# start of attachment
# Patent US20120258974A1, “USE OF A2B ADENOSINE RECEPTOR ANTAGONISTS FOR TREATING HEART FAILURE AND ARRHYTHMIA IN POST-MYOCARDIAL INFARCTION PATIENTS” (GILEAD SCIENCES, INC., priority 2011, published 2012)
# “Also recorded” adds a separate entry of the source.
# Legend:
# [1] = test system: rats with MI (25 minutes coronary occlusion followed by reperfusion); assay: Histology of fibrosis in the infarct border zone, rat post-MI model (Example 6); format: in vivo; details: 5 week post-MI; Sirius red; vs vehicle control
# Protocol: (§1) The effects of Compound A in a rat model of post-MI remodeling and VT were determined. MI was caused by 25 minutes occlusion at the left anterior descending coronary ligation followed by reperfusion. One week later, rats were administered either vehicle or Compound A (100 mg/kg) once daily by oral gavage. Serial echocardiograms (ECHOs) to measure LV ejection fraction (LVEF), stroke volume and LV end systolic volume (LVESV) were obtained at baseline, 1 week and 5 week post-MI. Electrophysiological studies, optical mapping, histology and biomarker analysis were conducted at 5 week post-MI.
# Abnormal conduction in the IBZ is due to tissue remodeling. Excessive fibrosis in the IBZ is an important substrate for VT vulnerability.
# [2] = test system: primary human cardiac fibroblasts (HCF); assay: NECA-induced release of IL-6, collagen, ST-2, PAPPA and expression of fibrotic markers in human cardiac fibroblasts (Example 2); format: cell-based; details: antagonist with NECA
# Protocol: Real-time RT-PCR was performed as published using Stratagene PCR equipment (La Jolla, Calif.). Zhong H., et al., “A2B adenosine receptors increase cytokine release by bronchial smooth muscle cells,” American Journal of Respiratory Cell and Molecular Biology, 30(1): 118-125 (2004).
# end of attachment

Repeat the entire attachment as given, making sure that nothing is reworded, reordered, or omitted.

# Patent US20120258974A1, “USE OF A2B ADENOSINE RECEPTOR ANTAGONISTS FOR TREATING HEART FAILURE AND ARRHYTHMIA IN POST-MYOCARDIAL INFARCTION PATIENTS” (GILEAD SCIENCES, INC., priority 2011, published 2012)
# “Also recorded” adds a separate entry of the source.
# Legend:
# [1] = test system: rats with MI (25 minutes coronary occlusion followed by reperfusion); assay: Histology of fibrosis in the infarct border zone, rat post-MI model (Example 6); format: in vivo; details: 5 week post-MI; Sirius red; vs vehicle control
# Protocol: (§1) The effects of Compound A in a rat model of post-MI remodeling and VT were determined. MI was caused by 25 minutes occlusion at the left anterior descending coronary ligation followed by reperfusion. One week later, rats were administered either vehicle or Compound A (100 mg/kg) once daily by oral gavage. Serial echocardiograms (ECHOs) to measure LV ejection fraction (LVEF), stroke volume and LV end systolic volume (LVESV) were obtained at baseline, 1 week and 5 week post-MI. Electrophysiological studies, optical mapping, histology and biomarker analysis were conducted at 5 week post-MI.
# Abnormal conduction in the IBZ is due to tissue remodeling. Excessive fibrosis in the IBZ is an important substrate for VT vulnerability.
# [2] = test system: primary human cardiac fibroblasts (HCF); assay: NECA-induced release of IL-6, collagen, ST-2, PAPPA and expression of fibrotic markers in human cardiac fibroblasts (Example 2); format: cell-based; details: antagonist with NECA
# Protocol: Real-time RT-PCR was performed as published using Stratagene PCR equipment (La Jolla, Calif.). Zhong H., et al., “A2B adenosine receptors increase cytokine release by bronchial smooth muscle cells,” American Journal of Respiratory Cell and Molecular Biology, 30(1): 118-125 (2004).